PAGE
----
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About the Author

Ellyn Weiss + Sondra N. Arkin
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This site-specific, immersive installation, taking over the first floor gallery and sculpture garden of the American University Museum in Washington, DC, February-August 2024, reflects upon the mass migration of human populations caused by climate change. This continuing displacement of millions will have profound consequences in many dimensions that The Human Flood will aim to reflect.

The installation will create a sense — through a variety of sculptural interventions, collaborative prints, photography, audio, and paintings — of diminishing habitable land, nomadic refugee scenarios, the human and societal impacts of this uprooting and the fracturing of family ties, uncertainty, poverty, and helplessness — and convey what it is like to leave behind a life upon migration.

It has been conceived and created by Ellyn Weiss and Sondra N. Arkin, two artists who have collaborated for many years both in making installations and in curating exhibitions. A major part of their work over the past decade speaks directly to the existential threat posed by global climate change. The Human Flood is a glimpse into the lives of those uprooted by diminishing habitable land creating a sense of movement and insecurity, mirroring the displacement of refugees. Weiss and Arkin hope to challenge the audience to imagine the societal transformation necessary in the richer global North, which bears most responsibility for the activity creating climate change, to accommodate the challenges of migrations of this magnitude.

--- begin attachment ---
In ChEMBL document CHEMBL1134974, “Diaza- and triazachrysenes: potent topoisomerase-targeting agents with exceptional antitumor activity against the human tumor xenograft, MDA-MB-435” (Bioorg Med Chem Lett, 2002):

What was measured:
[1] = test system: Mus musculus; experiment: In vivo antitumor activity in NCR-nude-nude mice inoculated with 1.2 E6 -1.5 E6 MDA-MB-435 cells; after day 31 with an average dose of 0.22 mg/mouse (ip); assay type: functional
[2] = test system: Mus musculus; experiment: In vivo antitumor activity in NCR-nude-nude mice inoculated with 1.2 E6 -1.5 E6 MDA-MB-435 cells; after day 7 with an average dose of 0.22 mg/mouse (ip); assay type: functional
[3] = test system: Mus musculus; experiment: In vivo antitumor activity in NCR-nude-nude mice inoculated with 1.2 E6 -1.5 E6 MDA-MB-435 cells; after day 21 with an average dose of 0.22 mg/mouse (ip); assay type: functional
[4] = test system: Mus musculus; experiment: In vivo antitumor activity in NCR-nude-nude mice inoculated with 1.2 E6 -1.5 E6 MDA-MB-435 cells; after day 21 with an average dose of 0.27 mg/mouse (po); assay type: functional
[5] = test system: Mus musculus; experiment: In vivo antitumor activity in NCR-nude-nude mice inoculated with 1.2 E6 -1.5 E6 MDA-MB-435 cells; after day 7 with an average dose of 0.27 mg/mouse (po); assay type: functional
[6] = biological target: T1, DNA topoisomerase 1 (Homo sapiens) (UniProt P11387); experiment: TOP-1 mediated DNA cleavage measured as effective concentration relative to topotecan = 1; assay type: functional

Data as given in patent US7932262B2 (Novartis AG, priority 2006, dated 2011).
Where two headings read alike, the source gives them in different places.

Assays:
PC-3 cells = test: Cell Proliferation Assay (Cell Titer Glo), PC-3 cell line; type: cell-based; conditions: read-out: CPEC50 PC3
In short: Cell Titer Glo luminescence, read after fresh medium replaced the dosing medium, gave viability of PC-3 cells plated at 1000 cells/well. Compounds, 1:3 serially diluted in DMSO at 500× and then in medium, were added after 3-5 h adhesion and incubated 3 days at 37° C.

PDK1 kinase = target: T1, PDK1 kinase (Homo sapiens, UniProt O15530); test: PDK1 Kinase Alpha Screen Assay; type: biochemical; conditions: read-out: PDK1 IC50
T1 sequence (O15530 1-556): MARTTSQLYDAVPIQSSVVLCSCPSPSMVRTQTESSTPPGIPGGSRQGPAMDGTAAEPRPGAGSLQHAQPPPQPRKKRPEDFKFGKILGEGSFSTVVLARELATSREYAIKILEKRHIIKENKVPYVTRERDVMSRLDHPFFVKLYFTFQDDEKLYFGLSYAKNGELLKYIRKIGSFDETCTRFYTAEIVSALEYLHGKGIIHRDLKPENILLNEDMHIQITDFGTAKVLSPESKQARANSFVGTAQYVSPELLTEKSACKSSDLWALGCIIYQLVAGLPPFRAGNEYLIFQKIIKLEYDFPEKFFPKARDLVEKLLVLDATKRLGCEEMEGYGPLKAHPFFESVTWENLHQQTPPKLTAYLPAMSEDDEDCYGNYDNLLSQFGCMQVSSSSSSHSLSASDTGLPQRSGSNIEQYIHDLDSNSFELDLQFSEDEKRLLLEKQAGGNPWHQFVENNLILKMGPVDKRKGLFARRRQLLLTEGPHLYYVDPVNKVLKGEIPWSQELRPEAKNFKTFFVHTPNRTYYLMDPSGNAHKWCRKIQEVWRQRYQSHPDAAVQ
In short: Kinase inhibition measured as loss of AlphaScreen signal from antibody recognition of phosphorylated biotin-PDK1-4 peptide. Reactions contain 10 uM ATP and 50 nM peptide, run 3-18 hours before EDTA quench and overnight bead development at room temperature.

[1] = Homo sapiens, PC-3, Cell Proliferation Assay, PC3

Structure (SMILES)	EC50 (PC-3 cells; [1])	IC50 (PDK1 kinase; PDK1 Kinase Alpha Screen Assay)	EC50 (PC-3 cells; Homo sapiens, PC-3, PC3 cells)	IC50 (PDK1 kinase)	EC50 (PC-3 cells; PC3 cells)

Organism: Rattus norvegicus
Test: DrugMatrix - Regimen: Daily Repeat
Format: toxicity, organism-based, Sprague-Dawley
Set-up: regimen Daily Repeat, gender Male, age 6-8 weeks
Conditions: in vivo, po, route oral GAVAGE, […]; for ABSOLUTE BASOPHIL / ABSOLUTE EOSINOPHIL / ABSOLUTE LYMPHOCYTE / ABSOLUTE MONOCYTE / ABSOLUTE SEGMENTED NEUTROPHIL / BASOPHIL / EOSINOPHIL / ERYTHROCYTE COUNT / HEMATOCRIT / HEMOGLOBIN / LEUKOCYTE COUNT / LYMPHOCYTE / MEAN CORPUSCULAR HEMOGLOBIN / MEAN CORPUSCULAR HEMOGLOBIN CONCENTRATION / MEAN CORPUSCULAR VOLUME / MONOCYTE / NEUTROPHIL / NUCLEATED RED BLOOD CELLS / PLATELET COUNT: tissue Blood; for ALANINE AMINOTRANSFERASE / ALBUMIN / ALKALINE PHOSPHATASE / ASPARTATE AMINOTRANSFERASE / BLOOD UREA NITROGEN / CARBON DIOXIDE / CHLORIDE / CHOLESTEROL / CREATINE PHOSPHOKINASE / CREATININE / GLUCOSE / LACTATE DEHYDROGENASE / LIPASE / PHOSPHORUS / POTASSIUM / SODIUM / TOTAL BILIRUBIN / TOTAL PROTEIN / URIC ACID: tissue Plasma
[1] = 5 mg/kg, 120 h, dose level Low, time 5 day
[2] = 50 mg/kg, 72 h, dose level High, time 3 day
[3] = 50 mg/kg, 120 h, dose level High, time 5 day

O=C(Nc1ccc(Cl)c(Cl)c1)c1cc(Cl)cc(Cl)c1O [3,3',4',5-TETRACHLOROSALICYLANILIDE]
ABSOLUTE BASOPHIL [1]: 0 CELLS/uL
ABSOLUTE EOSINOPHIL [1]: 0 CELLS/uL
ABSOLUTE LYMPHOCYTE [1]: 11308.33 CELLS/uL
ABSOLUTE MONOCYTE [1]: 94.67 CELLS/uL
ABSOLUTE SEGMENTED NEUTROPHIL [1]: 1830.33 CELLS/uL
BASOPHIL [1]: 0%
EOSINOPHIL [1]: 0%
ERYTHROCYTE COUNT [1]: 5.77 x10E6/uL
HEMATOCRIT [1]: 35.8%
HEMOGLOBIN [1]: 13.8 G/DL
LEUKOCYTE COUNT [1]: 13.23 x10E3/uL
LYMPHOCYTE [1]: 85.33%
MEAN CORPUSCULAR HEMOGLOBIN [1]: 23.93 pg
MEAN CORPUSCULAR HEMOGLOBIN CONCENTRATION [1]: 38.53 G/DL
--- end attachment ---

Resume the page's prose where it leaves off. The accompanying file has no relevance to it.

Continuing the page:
The Human Flood isn't just about raising awareness – it's about forging compassion and empathy. By confronting viewers with the raw realities of forced migration, Ellyn and Sondra present a challenge to consider the human cost of environmental change and societal upheaval. They compel viewers to imagine themselves in the stories of those swept up in the ever-rising tide of displacement and consider changes in policy to shape solutions.